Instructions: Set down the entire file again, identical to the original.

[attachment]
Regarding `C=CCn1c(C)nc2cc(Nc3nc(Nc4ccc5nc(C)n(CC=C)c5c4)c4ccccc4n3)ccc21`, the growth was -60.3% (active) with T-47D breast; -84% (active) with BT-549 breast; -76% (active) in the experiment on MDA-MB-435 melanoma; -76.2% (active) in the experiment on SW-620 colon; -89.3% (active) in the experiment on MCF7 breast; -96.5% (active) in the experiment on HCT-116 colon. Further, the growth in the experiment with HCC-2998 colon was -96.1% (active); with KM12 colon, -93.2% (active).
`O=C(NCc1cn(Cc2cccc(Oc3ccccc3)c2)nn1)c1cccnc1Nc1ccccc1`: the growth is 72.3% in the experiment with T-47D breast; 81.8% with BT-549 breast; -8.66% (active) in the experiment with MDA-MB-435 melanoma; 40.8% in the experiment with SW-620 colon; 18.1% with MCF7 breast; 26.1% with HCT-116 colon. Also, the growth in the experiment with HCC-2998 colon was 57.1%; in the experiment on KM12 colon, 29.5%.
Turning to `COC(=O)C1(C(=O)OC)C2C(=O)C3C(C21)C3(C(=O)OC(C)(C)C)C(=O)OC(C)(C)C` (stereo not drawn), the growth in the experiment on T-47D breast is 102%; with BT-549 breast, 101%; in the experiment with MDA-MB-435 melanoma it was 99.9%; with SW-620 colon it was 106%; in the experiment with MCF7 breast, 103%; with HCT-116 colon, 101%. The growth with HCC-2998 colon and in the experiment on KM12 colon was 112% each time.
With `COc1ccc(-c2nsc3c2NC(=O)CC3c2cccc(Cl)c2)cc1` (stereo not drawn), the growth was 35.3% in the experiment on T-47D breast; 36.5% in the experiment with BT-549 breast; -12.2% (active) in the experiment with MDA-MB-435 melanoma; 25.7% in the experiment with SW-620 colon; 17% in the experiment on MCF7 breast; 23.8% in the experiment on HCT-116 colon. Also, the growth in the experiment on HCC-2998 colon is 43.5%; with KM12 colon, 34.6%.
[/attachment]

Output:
Regarding `C=CCn1c(C)nc2cc(Nc3nc(Nc4ccc5nc(C)n(CC=C)c5c4)c4ccccc4n3)ccc21`, the growth was -60.3% (active) with T-47D breast; -84% (active) with BT-549 breast; -76% (active) in the experiment on MDA-MB-435 melanoma; -76.2% (active) in the experiment on SW-620 colon; -89.3% (active) in the experiment on MCF7 breast; -96.5% (active) in the experiment on HCT-116 colon. Further, the growth in the experiment with HCC-2998 colon was -96.1% (active); with KM12 colon, -93.2% (active).
`O=C(NCc1cn(Cc2cccc(Oc3ccccc3)c2)nn1)c1cccnc1Nc1ccccc1`: the growth is 72.3% in the experiment with T-47D breast; 81.8% with BT-549 breast; -8.66% (active) in the experiment with MDA-MB-435 melanoma; 40.8% in the experiment with SW-620 colon; 18.1% with MCF7 breast; 26.1% with HCT-116 colon. Also, the growth in the experiment with HCC-2998 colon was 57.1%; in the experiment on KM12 colon, 29.5%.
Turning to `COC(=O)C1(C(=O)OC)C2C(=O)C3C(C21)C3(C(=O)OC(C)(C)C)C(=O)OC(C)(C)C` (stereo not drawn), the growth in the experiment on T-47D breast is 102%; with BT-549 breast, 101%; in the experiment with MDA-MB-435 melanoma it was 99.9%; with SW-620 colon it was 106%; in the experiment with MCF7 breast, 103%; with HCT-116 colon, 101%. The growth with HCC-2998 colon and in the experiment on KM12 colon was 112% each time.
With `COc1ccc(-c2nsc3c2NC(=O)CC3c2cccc(Cl)c2)cc1` (stereo not drawn), the growth was 35.3% in the experiment on T-47D breast; 36.5% in the experiment with BT-549 breast; -12.2% (active) in the experiment with MDA-MB-435 melanoma; 25.7% in the experiment with SW-620 colon; 17% in the experiment on MCF7 breast; 23.8% in the experiment on HCT-116 colon. Also, the growth in the experiment on HCC-2998 colon is 43.5%; with KM12 colon, 34.6%.